WEST HARTFORD – Actor, playwright, and award-winning journalist Mara Dresner is communication director for Strategies, a business education and coaching company.
Dresner’s plays have been produced by theaters across the country, including Connecticut’s Theatre Guild of Simsbury, Windsor Jesters, and Manchester, as well as American Theatre of Actors in New York City and Pickwick Players in Massachusetts. Her farce, “An Impeccable Larceny” (Baker’s Plays, 1997) has been translated into Dutch.
Dresner has had leading roles in several independent films and has done improvisational and scripted comedy. She has appeared on camera in numerous commercial and corporate projects, and has done hundreds of voiceovers for companies as far away as Amsterdam. She teaches public speaking, acting and creative writing for adult education programs.
Like her interests, Dresner’s involvement in Jewish life is many faceted. A resident of Rocky Hill, she is a member of the Sisterhood of Congregation B’nai Tikvoh Sholom in Bloomfield, and attends services at Temple Beth Torah in Wethersfield and at Congregation Kol Chaverim in Glastonbury. She is also a benefactor for Torah Fund of the Women’s League for Conservative Judaism and has been involved with the Women’s Touch of the Benet Rothstein Chabad Jewish Center in Glastonbury.
Now, Dresner, a former staff writer for the Jewish Ledger, is also the author of a non-fiction book — “Super-charge Your Staff Meetings: 52 Ways to Create Fun, Meaningful, Memorable Meetings that Your Employees Will Love” (Strategies, 2011).
“Teamwork and communication are two of the most crucial elements for business success; yet, so many managers and supervisors don’t maximize the opportunity a staff meeting provides to foster connections between staff members,” Dresner says. “It’s not about being BFFs [‘best friends forever’]. It’s about employees feeling as though they’re on the same team.”
Using suggestions in the book, a manager can help employees challenge their preconceived notions about one another and find common bonds.
“Often we form impressions about our colleagues based on a single incident,” she says. “For example, if I have a question about filling out an expense report and the accounting person is busy, she might answer me while continuing her work. I then form the opinion that she’s gruff or impatient, when really I’ve just gotten her at an inopportune time. Or if I pass someone in the hallway and he doesn’t greet me, I may decide he’s unfriendly, when he’s preoccupied. We then sit on opposite sides of the table for meetings, and each of us has these often-untrue opinions of our colleagues. This doesn’t make for a team that’s willing to go the extra mile for one another and the company!”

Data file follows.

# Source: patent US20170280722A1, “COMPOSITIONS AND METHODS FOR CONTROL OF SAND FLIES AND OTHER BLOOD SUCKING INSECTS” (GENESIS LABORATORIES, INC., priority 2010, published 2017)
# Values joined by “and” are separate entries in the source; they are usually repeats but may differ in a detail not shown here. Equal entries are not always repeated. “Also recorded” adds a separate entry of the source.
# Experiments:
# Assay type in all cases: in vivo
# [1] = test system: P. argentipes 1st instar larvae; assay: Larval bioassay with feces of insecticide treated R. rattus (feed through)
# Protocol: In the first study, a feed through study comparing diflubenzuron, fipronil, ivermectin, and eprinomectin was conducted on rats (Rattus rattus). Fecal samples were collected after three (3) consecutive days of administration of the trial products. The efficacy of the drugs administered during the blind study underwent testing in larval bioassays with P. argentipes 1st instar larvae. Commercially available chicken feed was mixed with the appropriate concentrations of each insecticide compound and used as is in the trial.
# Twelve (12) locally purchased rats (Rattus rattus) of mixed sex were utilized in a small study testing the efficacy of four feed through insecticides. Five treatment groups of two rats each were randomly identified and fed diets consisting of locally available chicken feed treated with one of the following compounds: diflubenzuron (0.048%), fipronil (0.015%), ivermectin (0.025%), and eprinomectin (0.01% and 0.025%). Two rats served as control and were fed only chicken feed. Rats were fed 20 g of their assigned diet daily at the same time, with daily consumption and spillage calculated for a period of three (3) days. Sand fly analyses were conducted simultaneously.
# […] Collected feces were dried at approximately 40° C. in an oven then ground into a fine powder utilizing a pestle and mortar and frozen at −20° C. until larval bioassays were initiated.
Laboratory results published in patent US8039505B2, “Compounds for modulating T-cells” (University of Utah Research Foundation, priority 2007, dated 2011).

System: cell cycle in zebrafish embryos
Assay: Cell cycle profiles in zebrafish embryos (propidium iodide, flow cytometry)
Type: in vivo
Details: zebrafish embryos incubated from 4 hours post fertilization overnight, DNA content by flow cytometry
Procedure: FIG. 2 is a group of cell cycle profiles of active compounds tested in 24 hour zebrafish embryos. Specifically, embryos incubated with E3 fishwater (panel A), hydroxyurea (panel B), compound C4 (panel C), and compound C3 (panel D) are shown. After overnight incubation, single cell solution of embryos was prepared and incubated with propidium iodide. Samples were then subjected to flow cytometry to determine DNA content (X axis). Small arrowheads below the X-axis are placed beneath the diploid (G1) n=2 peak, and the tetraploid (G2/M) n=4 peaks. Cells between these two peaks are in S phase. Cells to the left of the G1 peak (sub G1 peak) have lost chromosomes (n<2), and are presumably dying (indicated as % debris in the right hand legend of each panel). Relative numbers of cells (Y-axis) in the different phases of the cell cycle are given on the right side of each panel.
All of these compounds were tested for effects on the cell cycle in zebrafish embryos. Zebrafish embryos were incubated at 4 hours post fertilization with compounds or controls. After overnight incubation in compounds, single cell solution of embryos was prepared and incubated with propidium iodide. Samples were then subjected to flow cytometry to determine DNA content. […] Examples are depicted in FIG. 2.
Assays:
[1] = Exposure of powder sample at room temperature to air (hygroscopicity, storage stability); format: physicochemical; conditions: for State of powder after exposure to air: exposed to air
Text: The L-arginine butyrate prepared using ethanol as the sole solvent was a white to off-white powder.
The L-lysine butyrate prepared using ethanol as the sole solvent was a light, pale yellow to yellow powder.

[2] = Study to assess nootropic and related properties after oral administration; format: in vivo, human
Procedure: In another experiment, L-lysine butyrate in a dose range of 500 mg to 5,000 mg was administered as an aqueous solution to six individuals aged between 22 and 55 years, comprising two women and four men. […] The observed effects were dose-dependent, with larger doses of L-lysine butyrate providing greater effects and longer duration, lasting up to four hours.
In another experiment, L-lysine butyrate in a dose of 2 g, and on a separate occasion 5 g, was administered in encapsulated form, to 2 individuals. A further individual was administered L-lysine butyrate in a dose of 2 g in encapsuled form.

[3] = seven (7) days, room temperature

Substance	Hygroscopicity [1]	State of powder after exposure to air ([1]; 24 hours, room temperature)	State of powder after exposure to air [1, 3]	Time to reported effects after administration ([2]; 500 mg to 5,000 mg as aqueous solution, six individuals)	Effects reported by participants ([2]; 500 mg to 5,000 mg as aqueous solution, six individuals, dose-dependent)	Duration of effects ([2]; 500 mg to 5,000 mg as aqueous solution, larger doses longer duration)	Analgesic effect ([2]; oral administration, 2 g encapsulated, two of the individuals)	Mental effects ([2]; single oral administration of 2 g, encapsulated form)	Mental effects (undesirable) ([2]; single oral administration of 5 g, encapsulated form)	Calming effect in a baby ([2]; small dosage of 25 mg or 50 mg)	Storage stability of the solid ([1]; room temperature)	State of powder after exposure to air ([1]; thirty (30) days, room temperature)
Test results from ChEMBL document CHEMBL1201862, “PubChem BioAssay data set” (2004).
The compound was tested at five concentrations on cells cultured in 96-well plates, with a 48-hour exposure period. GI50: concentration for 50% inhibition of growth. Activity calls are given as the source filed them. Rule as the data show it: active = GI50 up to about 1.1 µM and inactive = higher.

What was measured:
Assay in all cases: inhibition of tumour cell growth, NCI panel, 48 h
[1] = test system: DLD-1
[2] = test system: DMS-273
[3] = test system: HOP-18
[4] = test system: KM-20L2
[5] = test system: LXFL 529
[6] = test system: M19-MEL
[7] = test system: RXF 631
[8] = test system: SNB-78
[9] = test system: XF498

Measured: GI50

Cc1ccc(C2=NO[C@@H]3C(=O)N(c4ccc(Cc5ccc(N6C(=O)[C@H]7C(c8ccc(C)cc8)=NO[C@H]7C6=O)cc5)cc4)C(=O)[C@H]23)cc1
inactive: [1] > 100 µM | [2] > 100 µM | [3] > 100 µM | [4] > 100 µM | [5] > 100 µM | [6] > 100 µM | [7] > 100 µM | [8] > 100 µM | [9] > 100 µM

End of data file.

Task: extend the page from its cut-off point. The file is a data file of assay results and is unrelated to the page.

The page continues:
When a manager starts the meeting with one of the suggestions in the book, employees start to look at each other in a different way, one that challenges preconceived notions. They find common bonds, whether it’s a favorite movie or holiday tradition.
Many staff meetings are dry recitations of sales goals, problems, and what the employees are doing wrong, Dresner says, which is why many people greet the staff meeting with dread. “Most of us have attended meetings and thought, ‘Well, that’s an hour of my life I’m not getting back,’” she says. But if a staff meeting is introduced in a positive way, participants will be more receptive to taking in information. Because people are in a creative mindset, they may find that ideas will flow more easily and be more apt to talk with one another.
Staff meetings are essential, Dresner says, because they provide an opportunity to share important company information. “Since we spend so much time at work, it’s imperative to feel connected to the people with whom we work,” she says. “There’s a common reaction when staff meetings are announced. People roll their eyes and search for any excuse to miss the meeting. The problem with that is when staff members aren’t connecting as a team in meetings, they’re probably not working as a team either. That means tasks aren’t getting done efficiently, and people start to dread going to work. It’s not about bonding for the sake of bonding. When employees share experiences and laughter, they are much more likely to help out colleagues, offer new ideas and insight, and work with a renewed effort. That can make a big difference on the bottom line.”
There are some telltale signs that staff meetings are successful, Dresner says, for example, when team members are open to receiving new information and volunteer their ideas and expertise, when the company’s atmosphere shifts from tense to focused, when there is laughter in the workplace, and when goals are consistently being met. “It’s not going to happen after a single meeting,” she says. “It’s definitely a cumulative effect.”